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Journal of Philosophical Research

Volume 42, 2017

Ching Hui Su
Pages 399-411
DOI: 10.5840/jpr20171011116

Context and Logical Consequence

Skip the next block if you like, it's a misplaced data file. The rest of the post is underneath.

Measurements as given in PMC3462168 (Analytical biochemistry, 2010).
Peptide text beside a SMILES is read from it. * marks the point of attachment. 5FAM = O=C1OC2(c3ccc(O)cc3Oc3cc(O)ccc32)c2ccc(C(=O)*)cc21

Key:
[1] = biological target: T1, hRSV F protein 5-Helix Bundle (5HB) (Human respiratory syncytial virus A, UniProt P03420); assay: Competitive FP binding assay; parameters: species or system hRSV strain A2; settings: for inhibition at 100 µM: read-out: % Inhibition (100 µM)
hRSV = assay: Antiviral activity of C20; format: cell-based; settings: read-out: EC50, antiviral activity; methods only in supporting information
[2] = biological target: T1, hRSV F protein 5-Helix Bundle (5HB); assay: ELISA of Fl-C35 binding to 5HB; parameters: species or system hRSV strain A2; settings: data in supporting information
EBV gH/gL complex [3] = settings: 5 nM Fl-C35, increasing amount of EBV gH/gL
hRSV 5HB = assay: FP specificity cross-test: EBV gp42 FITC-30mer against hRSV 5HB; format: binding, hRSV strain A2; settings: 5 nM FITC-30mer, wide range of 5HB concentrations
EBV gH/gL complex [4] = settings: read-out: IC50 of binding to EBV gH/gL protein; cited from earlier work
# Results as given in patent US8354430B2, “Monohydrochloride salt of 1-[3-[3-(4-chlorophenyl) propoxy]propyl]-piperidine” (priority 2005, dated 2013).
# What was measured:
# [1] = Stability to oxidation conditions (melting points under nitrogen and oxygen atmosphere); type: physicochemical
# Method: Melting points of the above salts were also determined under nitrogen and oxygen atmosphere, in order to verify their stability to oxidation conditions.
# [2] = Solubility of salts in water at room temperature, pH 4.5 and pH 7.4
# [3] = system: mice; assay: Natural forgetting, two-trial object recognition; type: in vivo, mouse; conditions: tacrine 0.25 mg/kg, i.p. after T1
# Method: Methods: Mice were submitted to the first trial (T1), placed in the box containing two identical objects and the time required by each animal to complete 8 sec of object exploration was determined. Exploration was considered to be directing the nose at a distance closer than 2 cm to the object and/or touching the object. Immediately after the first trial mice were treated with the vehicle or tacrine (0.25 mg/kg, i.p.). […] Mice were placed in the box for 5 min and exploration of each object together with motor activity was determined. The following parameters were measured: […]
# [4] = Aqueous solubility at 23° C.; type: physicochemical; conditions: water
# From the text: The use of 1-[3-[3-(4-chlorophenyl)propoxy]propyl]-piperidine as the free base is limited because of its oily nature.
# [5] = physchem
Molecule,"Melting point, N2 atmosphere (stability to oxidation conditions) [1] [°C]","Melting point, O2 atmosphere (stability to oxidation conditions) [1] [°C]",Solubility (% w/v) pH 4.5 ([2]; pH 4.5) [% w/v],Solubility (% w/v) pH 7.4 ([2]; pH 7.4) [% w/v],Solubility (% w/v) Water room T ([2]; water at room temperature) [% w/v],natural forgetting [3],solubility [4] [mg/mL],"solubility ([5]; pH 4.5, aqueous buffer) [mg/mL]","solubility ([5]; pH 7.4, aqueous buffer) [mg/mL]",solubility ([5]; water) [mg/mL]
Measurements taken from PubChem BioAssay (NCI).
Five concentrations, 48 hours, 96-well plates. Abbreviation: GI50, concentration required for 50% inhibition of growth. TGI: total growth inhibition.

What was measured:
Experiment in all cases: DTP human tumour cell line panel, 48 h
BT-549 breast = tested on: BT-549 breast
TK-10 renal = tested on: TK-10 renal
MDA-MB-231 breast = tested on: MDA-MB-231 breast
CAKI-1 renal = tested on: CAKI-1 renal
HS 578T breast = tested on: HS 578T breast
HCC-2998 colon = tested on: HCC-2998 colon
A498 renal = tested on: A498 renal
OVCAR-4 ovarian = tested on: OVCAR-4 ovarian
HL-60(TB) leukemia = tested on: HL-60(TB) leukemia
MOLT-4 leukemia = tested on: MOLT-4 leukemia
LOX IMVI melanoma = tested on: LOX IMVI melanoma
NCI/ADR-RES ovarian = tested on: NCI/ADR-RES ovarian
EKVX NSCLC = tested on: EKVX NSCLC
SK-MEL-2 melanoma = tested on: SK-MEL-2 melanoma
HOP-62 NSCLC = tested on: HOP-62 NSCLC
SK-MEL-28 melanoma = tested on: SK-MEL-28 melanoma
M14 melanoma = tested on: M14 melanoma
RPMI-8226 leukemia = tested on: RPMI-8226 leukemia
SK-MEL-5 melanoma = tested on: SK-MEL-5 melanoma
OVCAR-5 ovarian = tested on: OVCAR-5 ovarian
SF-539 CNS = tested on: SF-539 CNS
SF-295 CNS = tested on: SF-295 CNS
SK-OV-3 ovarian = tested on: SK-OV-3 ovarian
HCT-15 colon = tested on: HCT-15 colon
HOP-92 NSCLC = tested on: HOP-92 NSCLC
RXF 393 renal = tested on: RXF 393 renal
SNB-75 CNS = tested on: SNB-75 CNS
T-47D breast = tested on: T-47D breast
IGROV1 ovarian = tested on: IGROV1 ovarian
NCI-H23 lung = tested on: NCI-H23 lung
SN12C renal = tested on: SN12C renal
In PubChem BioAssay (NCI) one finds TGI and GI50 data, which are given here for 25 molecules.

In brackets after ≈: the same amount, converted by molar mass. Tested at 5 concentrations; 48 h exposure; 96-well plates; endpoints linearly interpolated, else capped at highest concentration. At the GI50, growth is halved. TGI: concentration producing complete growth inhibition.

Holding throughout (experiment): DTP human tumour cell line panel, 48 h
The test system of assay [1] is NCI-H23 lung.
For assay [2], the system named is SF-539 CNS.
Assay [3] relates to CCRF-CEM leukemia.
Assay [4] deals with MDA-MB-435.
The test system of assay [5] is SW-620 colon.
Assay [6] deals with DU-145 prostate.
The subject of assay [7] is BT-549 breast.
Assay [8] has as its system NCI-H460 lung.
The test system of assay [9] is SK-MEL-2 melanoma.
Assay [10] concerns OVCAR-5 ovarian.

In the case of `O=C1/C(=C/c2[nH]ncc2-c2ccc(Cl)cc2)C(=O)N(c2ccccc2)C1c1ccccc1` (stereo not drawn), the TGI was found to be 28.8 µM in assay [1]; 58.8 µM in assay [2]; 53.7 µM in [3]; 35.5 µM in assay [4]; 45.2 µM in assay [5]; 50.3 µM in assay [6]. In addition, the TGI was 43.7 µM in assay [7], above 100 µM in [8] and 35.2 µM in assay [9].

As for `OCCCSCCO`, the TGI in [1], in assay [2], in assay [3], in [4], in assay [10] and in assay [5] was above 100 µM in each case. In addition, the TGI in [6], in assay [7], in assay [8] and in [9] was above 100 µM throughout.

It is commonly agreed that logic studies the form of arguments and that the concept of a consequence relation is based on the idea of truth-preservation in all models. Based on some observations about arguments involving conditionals, Brogaard and Salerno argue that the consequence relation should be defined in terms of truth-preservation within one fixed context. I will argue that Ichikawa’s contextualism for counterfactuals can be treated as an elucidation of what they have in mind. Instead of standing for or against Stalnaker’s or Lewis’s semantics of counterfactuals, I will argue that the key to explaining the phenomena in question is the concept of a consequence relation. To support the point above, logical contextualism or relativism will be introduced and defended. I thus suggest that the concept of a consequence relation is sensitive to the context in which a certain argument is asserted.